What is important here is that even though you do not have any control over an addicted person's behaviour, you have control over how you choose to respond to it. Although it is very difficult to do this, when trying to support a friend or family member in addiction it is most important that you support and look after yourself first.

Supporting Yourself Through A Family Member's Addiction

Some of the ways in which you can support yourself when a family member is in addiction are by setting appropriate boundaries for yourself, talking about your experiences with someone else, doing things you enjoy without the addicted person, and finding ways to express and relieve frustration and stress.

Setting Boundaries

One of the most important things when living with an addicted person is to set appropriate boundaries for yourself. Setting boundaries means changing the way that you respond to your family member's behaviour. To set good boundaries, it is important to start by clearly identifying for yourself what your family member is doing that you do not like, and the response you have had to it that you wish to change. For example, it might be that you have been cooking dinner for your family every night but your partner never joins the rest of the family for dinner due to gaming. In the past, your response to this has been to take dinner to your partner at their computer. You can then decide how you want to respond differently. This might be in a small way - for example, you might decide that you are no longer going to take dinner to your partner. Or you might decide that you are no longer going to cook dinner for them unless they join you at the table. Or at an extreme, you might decide that you are going to leave them unless they stop playing games and start having dinner with the family. It is entirely up to you to decide what is appropriate and feels right for you.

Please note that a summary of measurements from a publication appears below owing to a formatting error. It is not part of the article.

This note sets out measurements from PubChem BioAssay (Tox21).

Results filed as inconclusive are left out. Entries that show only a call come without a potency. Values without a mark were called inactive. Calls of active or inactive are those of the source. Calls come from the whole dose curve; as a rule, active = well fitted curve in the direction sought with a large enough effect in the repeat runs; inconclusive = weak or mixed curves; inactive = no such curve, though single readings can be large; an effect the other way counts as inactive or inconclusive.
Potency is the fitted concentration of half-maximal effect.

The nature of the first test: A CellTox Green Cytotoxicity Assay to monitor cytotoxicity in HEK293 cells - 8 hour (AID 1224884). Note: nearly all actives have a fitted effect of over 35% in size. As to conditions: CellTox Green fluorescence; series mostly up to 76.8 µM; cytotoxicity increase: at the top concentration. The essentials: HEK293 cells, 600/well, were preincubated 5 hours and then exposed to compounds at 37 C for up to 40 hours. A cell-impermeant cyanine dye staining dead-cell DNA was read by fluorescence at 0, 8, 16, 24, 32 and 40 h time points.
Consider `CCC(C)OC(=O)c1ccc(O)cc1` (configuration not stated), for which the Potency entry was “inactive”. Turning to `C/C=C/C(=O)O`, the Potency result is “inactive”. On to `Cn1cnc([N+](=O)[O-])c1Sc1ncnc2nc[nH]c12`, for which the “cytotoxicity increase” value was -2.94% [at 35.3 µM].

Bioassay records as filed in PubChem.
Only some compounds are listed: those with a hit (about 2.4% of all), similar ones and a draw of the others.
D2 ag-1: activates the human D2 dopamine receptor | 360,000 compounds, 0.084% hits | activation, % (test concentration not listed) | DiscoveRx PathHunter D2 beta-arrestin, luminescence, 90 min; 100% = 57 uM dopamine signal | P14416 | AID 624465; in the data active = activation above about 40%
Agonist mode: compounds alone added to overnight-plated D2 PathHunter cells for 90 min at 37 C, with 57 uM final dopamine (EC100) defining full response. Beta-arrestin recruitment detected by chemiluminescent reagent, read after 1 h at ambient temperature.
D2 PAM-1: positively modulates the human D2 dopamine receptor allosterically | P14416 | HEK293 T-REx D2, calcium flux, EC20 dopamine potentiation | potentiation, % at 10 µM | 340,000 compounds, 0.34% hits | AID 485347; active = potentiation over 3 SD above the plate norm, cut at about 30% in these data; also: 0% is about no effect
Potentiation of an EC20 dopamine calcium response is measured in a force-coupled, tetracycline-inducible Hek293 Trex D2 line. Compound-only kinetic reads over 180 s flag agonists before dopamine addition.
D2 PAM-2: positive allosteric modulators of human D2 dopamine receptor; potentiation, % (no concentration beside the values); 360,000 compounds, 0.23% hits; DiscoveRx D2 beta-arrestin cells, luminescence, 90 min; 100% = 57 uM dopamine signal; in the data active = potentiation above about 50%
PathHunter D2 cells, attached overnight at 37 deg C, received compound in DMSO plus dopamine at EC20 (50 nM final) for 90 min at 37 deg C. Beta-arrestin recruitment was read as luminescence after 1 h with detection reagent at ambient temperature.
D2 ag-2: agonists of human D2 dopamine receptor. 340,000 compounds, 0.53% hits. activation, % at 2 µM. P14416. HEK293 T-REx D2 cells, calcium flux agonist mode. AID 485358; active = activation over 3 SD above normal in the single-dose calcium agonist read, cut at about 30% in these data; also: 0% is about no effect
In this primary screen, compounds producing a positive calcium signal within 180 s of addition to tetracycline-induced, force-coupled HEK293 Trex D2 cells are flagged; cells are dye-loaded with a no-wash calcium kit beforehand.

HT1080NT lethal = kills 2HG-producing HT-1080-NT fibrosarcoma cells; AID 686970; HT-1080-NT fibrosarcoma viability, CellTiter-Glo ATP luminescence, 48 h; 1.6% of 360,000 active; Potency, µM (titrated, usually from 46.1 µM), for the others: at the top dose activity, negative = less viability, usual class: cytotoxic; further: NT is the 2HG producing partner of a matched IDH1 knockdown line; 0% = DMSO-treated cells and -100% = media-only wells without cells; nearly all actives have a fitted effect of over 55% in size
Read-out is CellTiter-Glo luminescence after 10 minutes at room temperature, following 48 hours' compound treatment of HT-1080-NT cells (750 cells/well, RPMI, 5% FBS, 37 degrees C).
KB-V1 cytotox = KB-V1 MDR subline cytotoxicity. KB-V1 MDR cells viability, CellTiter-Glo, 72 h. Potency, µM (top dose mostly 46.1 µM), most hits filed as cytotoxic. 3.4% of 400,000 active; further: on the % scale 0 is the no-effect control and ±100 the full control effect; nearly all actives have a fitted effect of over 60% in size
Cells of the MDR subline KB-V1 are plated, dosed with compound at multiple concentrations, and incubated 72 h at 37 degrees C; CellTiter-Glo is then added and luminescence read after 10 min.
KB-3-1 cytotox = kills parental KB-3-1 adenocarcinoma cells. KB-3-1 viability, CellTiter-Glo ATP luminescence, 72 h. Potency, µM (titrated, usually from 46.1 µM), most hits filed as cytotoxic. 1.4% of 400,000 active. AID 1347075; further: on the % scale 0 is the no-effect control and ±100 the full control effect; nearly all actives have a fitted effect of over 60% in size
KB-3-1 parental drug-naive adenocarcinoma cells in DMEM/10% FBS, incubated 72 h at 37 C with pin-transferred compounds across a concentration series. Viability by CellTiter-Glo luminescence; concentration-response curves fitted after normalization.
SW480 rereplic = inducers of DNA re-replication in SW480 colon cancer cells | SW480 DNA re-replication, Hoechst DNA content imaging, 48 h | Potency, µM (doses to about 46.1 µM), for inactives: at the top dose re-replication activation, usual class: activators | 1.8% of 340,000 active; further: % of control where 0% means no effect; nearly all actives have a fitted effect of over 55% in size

The next step in setting good boundaries is to let the other person know what these boundaries are - to tell them "I've decided that unless you join us at the table for dinner, I'm not going to make dinner for you. It's up to you." And the final step is to follow through with changing your response - if you tell your family member one thing but then behave differently, the main thing they will learn is that they can ignore what you say.